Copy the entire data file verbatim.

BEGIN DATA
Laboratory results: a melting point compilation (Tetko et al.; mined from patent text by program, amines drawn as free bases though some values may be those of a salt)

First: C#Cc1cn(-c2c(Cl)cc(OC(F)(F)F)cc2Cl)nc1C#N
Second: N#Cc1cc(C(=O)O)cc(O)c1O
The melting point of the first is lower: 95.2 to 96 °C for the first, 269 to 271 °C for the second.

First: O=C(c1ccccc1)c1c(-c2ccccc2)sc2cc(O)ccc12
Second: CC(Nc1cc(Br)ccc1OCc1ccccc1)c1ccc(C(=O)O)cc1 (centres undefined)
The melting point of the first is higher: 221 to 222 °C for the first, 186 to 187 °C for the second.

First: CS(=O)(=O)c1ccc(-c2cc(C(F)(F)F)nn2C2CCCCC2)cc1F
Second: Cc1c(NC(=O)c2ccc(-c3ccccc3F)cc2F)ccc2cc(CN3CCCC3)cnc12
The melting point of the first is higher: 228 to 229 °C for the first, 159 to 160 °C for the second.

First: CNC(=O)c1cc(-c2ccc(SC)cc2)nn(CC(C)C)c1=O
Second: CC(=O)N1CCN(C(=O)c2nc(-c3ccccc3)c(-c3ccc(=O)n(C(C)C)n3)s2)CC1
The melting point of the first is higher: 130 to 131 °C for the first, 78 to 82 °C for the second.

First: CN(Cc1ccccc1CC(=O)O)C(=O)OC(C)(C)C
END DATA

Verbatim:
Laboratory results: a melting point compilation (Tetko et al.; mined from patent text by program, amines drawn as free bases though some values may be those of a salt)

First: C#Cc1cn(-c2c(Cl)cc(OC(F)(F)F)cc2Cl)nc1C#N
Second: N#Cc1cc(C(=O)O)cc(O)c1O
The melting point of the first is lower: 95.2 to 96 °C for the first, 269 to 271 °C for the second.

First: O=C(c1ccccc1)c1c(-c2ccccc2)sc2cc(O)ccc12
Second: CC(Nc1cc(Br)ccc1OCc1ccccc1)c1ccc(C(=O)O)cc1 (centres undefined)
The melting point of the first is higher: 221 to 222 °C for the first, 186 to 187 °C for the second.

First: CS(=O)(=O)c1ccc(-c2cc(C(F)(F)F)nn2C2CCCCC2)cc1F
Second: Cc1c(NC(=O)c2ccc(-c3ccccc3F)cc2F)ccc2cc(CN3CCCC3)cnc12
The melting point of the first is higher: 228 to 229 °C for the first, 159 to 160 °C for the second.

First: CNC(=O)c1cc(-c2ccc(SC)cc2)nn(CC(C)C)c1=O
Second: CC(=O)N1CCN(C(=O)c2nc(-c3ccccc3)c(-c3ccc(=O)n(C(C)C)n3)s2)CC1
The melting point of the first is higher: 130 to 131 °C for the first, 78 to 82 °C for the second.

First: CN(Cc1ccccc1CC(=O)O)C(=O)OC(C)(C)C